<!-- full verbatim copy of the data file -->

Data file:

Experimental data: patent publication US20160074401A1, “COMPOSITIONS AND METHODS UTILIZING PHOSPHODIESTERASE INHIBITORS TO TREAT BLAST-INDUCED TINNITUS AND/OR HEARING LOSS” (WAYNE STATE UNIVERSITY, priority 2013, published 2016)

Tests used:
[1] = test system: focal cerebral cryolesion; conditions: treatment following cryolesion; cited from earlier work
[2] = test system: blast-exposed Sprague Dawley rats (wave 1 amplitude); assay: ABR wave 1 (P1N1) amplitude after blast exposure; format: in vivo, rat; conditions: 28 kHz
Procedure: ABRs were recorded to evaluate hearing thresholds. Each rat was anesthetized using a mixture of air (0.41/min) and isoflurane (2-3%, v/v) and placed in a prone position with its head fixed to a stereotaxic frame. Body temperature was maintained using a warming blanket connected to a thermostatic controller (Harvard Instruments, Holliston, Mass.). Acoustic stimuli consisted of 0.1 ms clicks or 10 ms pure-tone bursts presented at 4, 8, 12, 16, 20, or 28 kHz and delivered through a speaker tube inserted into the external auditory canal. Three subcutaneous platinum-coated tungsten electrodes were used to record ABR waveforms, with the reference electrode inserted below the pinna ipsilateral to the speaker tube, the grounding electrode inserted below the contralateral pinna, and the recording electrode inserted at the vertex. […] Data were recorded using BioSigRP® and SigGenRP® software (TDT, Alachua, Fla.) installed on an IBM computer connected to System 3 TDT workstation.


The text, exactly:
Experimental data: patent publication US20160074401A1, “COMPOSITIONS AND METHODS UTILIZING PHOSPHODIESTERASE INHIBITORS TO TREAT BLAST-INDUCED TINNITUS AND/OR HEARING LOSS” (WAYNE STATE UNIVERSITY, priority 2013, published 2016)

Tests used:
[1] = test system: focal cerebral cryolesion; conditions: treatment following cryolesion; cited from earlier work
[2] = test system: blast-exposed Sprague Dawley rats (wave 1 amplitude); assay: ABR wave 1 (P1N1) amplitude after blast exposure; format: in vivo, rat; conditions: 28 kHz
Procedure: ABRs were recorded to evaluate hearing thresholds. Each rat was anesthetized using a mixture of air (0.41/min) and isoflurane (2-3%, v/v) and placed in a prone position with its head fixed to a stereotaxic frame. Body temperature was maintained using a warming blanket connected to a thermostatic controller (Harvard Instruments, Holliston, Mass.). Acoustic stimuli consisted of 0.1 ms clicks or 10 ms pure-tone bursts presented at 4, 8, 12, 16, 20, or 28 kHz and delivered through a speaker tube inserted into the external auditory canal. Three subcutaneous platinum-coated tungsten electrodes were used to record ABR waveforms, with the reference electrode inserted below the pinna ipsilateral to the speaker tube, the grounding electrode inserted below the contralateral pinna, and the recording electrode inserted at the vertex. […] Data were recorded using BioSigRP® and SigGenRP® software (TDT, Alachua, Fla.) installed on an IBM computer connected to System 3 TDT workstation.